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Key Programming Lincoln Navigator 1998-2002

Lincoln Navigator 1998-2002 Key Programming Procedure

The following are the key programming procedures for Lincoln Navigator for the year 1998 to 2002.



Except Lincoln LS before 2002 (must use OEM Programmer or aftermarket programming tool)


To reprogram the remote entry transmitters:

1. Ensure the vehicle is electronically unlocked.

2. Put the key in the ignition.

3. Turn the key from the LOCK position to RUN.

4. Cycle eight times rapidly (within 10 seconds) between the LOCK position and RUN. NOTE: The eighth turn must end in the RUN position.

5. The doors will lock, then unlock, to confirm that the programming mode has been activated.

6. Within 20 seconds press any button on the remote entry transmitter. NOTE: If more than 20 seconds have passed you will need to start the procedure over again.

7. The doors will lock, then unlock, to confirm that this remote entry transmitter has been programmed.

8. Repeat Step 6 to program each additional remote entry transmitter.

9. Turn the ignition to the LOCK position after you have finished programming all of the remote entry transmitters.
10. The doors will lock, then unlock, to confirm that the programming mode has been exited.

Focus 2000-2007 Close doors, buckle seat belts, off to on 4x, tone, then depress remote button



About Lincoln Navigator

This is without a doubt one of the best vehicles we’ve ever owned. We bought our 2000 Nav with 90k miles in 2010 to use as a family backup vehicle (it replaced a Suburban). We had planned to keep it for only a few years, but we now intend to keep it for much longer. This car never fails to deliver. It has tows like a champ and has been on long distance trips all over the country. It’s still in good condition for its age and has plenty of creature comforts to keep everyone happy. We currently own two newer Porsche SUVs, an Audi, a Lexus SUV, and a BMW, but family members always seem to find reasons to drive the old Lincoln! It’s surprisingly easy/good on tires and brakes, and oil changes are inexpensive, even at the dealership ($40). We’ve discussed replacing it with a newer model Navigator, but we just can’t seem to let this one go, it’s that good! Do yourself a favor and look for a well-maintained used Navigator.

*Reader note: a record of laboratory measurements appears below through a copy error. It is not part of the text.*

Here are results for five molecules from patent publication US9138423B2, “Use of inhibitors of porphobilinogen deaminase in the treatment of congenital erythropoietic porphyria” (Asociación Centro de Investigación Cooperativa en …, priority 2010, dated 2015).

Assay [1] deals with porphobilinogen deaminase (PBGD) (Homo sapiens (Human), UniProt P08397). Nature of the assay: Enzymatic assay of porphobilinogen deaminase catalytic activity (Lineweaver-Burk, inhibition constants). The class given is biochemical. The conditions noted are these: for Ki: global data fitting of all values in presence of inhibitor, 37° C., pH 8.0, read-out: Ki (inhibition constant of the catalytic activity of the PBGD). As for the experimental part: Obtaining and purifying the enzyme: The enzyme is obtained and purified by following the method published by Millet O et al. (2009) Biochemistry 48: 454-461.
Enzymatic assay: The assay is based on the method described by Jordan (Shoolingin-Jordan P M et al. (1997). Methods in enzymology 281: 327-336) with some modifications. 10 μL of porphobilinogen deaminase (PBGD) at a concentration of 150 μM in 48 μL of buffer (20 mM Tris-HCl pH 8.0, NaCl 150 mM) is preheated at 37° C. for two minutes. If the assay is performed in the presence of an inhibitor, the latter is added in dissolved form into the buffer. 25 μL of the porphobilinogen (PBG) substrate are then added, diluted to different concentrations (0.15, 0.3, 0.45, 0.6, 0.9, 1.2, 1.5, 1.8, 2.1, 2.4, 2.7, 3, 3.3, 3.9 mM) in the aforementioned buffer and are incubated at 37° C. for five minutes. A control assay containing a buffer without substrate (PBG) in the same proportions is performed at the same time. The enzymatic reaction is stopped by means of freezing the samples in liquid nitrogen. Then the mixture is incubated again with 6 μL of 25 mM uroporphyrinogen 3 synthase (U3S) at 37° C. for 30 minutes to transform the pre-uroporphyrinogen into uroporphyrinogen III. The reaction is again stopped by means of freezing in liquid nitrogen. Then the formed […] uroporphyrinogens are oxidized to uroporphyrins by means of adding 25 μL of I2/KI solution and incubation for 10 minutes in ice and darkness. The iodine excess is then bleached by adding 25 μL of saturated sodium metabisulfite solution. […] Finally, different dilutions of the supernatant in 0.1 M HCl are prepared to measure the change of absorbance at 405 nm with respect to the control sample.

The Navigator is a country club version of the Ford Expedition. The Navigator is less agile than the Expedition, despite the fact that the ride is reasonably comfortable. Its brakes are only marginally effective. Getting in and out of this massive SUV requires agility, and parking and maneuvering it can test your patience. On the plus side, the 5.4-liter V8’s 300 hp provides strong acceleration, and towing heavy loads is a breeze.

This should come as no surprise to long-time Lincoln fans, as the company has been producing some of the best large cars in the world since 1920. What was surprising was that they would have the foresight to recognize that by grafting their badge onto an SUV, they would be able to redefine how consumers viewed the once-staid carmaker, imbuing it with a new sense of sex appeal and cool that most of their competitors could only dream about.

Nonetheless, the Navigator now faces increased competition, most recently from long-time rival Cadillac in the form of the newer Escalade, as well as Japanese and European luxury carmakers such as Range Rover, Mercedes-Benz, and Lexus. In some ways, the bloom has fallen off the rose: when a radically new car is released, customers rush to buy it for the novelty value and bragging rights. Now that the Navigator has been around for a few years, it is on the verge of transitioning from the status that comes with being unique to becoming an established brand that can stand on its own.

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